Cryptography is the **backbone of distributed ledger technologies** like blockchain and other consensus-oriented distributed networks. If you are interested in building decentralized applications, for example, it's essential to understand wallet generation and transaction signing processes. Both of these rely heavily on underlying cryptographic protocols for network security. With the advancements in cryptocurrency and defi, the question "What is cryptography?" leads directly to the cyber world.

Cryptography is a critical component of **cyber security**. With cybercrime on the rise and cyber attacks costing businesses an average of 2.3 Million dollars per malware attack, it is increasingly important to have your cybersecurity up to par. With the proper use of cryptography, you could save your business significantly, by ensuring the confidentiality of digitized sensitive information.

Modern cryptographic systems are mathematically robust. They **help to secure sensitive information** like your bank account numbers and Social Security number. While the mathematics may be complex, the concepts can be grasped without a complete understanding of encryption algorithms.

One of the key components of cryptography is **ciphers**. Ciphers are algorithms used to conceal (encrypt) and decrypt information. Encrypted information is called **ciphertext**, while decrypted information is called **plaintext**. There are two types of ciphers: *symmetric ciphers* and *asymmetric ciphers*. Let’s look at the difference and some examples.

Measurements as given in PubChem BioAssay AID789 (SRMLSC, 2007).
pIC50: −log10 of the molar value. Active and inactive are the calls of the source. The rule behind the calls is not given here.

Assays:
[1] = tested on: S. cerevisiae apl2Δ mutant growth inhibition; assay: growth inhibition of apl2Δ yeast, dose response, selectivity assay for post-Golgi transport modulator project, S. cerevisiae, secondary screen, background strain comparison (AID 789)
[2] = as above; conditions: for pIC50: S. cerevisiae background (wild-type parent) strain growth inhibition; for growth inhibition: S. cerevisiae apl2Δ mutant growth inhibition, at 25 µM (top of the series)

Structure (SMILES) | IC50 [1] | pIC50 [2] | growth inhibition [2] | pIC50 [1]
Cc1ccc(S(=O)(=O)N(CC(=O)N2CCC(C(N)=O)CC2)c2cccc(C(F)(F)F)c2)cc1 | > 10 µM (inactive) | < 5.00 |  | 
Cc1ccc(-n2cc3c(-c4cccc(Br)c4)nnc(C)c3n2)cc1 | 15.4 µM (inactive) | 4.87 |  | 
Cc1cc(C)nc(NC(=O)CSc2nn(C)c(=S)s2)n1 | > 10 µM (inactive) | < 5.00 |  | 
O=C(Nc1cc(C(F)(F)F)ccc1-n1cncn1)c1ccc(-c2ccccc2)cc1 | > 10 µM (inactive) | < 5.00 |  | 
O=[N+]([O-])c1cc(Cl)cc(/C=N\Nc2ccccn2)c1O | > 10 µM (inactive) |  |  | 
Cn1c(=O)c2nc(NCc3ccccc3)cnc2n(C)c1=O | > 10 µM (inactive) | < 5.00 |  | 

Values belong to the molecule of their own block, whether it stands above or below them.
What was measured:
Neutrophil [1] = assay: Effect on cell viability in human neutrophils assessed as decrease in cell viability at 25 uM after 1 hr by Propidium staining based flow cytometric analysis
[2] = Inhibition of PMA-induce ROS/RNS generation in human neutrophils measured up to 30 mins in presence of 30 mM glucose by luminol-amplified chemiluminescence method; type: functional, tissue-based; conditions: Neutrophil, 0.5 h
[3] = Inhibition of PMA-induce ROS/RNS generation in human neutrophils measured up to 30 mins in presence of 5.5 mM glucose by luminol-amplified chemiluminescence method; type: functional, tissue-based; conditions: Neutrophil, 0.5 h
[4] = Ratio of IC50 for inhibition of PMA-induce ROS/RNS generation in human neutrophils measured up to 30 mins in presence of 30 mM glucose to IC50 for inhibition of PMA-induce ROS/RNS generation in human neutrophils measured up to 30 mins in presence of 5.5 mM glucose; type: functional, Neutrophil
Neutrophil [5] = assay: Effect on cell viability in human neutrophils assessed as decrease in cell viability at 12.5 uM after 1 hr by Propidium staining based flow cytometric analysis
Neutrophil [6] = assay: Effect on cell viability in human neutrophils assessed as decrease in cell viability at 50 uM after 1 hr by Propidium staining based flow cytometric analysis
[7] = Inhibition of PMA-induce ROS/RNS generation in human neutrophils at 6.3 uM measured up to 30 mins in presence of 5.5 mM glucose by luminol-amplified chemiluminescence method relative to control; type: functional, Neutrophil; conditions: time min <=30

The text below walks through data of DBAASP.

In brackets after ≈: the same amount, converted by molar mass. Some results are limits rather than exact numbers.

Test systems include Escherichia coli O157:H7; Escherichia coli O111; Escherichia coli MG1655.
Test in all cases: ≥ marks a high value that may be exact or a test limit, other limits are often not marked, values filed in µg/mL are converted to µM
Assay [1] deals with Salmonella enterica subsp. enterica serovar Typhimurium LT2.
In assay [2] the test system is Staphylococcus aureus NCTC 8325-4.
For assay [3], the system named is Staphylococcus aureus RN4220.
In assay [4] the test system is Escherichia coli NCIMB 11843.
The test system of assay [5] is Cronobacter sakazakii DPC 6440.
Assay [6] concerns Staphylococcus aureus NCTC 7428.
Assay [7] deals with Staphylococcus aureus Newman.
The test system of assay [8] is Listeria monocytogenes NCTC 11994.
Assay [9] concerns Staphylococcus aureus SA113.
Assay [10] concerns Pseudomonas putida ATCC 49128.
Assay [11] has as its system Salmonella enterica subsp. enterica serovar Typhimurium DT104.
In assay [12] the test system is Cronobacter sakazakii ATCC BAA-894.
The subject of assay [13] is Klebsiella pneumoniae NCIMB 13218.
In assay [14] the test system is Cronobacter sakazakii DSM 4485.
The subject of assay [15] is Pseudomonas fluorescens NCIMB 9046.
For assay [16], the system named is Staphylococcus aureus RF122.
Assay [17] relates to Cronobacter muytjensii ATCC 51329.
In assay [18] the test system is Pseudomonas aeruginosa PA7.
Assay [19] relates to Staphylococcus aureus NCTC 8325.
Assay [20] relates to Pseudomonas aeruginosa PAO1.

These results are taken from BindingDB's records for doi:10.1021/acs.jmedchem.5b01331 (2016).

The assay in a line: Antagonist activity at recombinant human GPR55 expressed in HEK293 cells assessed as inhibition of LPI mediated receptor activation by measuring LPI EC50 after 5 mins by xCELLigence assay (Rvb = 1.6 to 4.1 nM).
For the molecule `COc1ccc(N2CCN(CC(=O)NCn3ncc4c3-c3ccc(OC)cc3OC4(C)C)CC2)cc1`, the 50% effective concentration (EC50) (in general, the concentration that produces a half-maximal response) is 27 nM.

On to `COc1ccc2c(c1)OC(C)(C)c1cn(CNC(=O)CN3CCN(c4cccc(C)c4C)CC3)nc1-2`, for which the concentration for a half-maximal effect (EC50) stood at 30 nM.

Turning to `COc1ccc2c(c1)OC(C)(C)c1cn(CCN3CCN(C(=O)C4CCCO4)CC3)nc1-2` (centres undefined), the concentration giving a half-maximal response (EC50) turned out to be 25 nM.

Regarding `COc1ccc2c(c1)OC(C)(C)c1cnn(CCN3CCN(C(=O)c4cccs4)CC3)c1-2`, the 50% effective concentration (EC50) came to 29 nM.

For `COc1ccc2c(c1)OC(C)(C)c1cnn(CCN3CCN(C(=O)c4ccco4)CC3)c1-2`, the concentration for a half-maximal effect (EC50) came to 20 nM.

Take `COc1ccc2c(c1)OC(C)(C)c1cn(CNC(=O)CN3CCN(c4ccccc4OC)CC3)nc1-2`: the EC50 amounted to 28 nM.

## What are the three types of Cryptography?

### Symmetric key encryption

**Symmetric key cryptography**, also known as single key cryptography, means the same key is used both to encrypt and decrypt information. One of the earliest examples of symmetric encryption is known as **Caesar’s Cipher **or shift cipher.

The Caesar cipher works by mapping the **plaintext letter** to a character of a predetermined distance (the key) adjacent in the alphabet. For example, if the key is a right rotation by three, then “A" gets mapped to ”D". The whole keymap has been constructed below for your convenience. The plain-text, "CIRCERO," would be enciphered as "FLUFHUR."

Notice that the wraparound of the alphabet is modeled by **modulus arithmetic**. We can mathematically represent an encryption [En=(x + n)mod 26] and a corresponding decryption function [Dn= (x - n)mod 26]. Here is an excellent code repository of the implementation of this algorithm in several different languages. Below is an example constructed in JavaScript.

Plaintext | A | B | C | D | E | F | G | H | I | J | K | L | M | N | O | P | Q | R | S | T | U | V | W | X | Y | Z |

Ciphertext | D | E | F | G | H | I | J | K | L | M | N | O | P | Q | R | S | T | U | V | W | X | Y | Z | A | B | C |